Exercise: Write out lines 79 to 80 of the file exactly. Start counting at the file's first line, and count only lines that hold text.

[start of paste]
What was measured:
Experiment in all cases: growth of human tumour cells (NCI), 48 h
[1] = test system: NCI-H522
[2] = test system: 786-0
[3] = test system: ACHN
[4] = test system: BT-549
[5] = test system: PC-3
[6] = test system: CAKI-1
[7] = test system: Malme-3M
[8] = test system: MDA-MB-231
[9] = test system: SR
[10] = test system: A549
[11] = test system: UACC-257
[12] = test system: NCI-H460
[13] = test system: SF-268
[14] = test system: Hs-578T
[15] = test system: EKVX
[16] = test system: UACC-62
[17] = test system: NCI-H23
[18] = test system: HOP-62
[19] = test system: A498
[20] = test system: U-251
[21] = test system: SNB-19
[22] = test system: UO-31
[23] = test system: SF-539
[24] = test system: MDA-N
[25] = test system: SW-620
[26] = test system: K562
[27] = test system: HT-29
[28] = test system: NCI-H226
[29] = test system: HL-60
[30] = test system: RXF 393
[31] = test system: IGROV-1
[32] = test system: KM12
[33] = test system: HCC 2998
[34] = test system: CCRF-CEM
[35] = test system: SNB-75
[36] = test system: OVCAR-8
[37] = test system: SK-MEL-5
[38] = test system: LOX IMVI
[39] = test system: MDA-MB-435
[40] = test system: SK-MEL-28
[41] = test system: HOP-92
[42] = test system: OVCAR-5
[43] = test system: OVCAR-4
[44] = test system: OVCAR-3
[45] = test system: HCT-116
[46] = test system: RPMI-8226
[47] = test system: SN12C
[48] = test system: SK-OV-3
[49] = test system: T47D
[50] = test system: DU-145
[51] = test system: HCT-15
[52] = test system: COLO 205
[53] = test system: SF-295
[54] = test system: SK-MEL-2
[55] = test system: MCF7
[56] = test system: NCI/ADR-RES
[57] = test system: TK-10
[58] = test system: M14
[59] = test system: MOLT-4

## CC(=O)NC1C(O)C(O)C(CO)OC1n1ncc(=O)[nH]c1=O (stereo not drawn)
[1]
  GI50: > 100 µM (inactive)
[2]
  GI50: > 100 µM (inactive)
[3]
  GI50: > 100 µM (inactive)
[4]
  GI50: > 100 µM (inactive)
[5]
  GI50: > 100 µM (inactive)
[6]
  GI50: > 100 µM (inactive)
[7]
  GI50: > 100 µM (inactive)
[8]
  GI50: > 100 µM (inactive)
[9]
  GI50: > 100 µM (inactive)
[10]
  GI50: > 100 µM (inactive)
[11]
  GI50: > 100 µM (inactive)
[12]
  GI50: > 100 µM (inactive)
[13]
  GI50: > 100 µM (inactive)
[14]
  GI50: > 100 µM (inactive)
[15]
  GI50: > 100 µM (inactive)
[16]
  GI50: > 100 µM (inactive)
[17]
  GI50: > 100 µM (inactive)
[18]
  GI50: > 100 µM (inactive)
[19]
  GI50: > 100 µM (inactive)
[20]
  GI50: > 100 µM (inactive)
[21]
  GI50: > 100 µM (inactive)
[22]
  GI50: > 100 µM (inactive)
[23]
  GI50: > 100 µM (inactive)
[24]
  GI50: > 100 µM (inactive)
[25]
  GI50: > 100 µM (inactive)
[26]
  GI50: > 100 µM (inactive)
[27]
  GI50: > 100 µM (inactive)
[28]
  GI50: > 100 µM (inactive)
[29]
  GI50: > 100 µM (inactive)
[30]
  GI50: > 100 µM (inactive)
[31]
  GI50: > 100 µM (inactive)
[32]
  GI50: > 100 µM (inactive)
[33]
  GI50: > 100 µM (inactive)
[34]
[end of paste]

[9]
  GI50: > 100 µM (inactive)